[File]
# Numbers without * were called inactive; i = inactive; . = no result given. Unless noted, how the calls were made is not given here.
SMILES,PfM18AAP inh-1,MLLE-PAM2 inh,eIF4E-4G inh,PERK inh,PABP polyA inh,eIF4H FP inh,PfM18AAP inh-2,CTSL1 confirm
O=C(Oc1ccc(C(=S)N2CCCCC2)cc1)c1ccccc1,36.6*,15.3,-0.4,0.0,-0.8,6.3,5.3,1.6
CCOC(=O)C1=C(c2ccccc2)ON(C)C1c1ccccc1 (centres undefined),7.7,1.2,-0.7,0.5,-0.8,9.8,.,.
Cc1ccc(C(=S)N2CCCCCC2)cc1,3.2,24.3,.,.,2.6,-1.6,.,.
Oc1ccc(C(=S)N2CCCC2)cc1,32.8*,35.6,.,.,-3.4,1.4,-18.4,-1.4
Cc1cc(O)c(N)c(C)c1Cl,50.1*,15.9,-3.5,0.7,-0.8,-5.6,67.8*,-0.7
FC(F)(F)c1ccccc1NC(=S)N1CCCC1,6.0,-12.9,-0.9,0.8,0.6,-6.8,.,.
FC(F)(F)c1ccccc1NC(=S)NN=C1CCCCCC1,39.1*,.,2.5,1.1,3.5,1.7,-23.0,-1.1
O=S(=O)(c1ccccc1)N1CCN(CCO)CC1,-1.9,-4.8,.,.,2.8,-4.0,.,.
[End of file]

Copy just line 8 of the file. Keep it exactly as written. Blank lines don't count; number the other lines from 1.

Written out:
FC(F)(F)c1ccccc1NC(=S)N1CCCC1,6.0,-12.9,-0.9,0.8,0.6,-6.8,.,.